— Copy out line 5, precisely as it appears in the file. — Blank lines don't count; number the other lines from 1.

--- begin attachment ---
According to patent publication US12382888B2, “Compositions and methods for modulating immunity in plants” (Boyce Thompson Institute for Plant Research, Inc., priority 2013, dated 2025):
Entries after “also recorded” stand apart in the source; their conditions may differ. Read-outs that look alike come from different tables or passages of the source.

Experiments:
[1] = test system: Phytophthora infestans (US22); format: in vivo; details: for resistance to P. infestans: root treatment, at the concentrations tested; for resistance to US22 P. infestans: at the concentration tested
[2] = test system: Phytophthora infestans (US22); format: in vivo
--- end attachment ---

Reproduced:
[2] = test system: Phytophthora infestans (US22); format: in vivo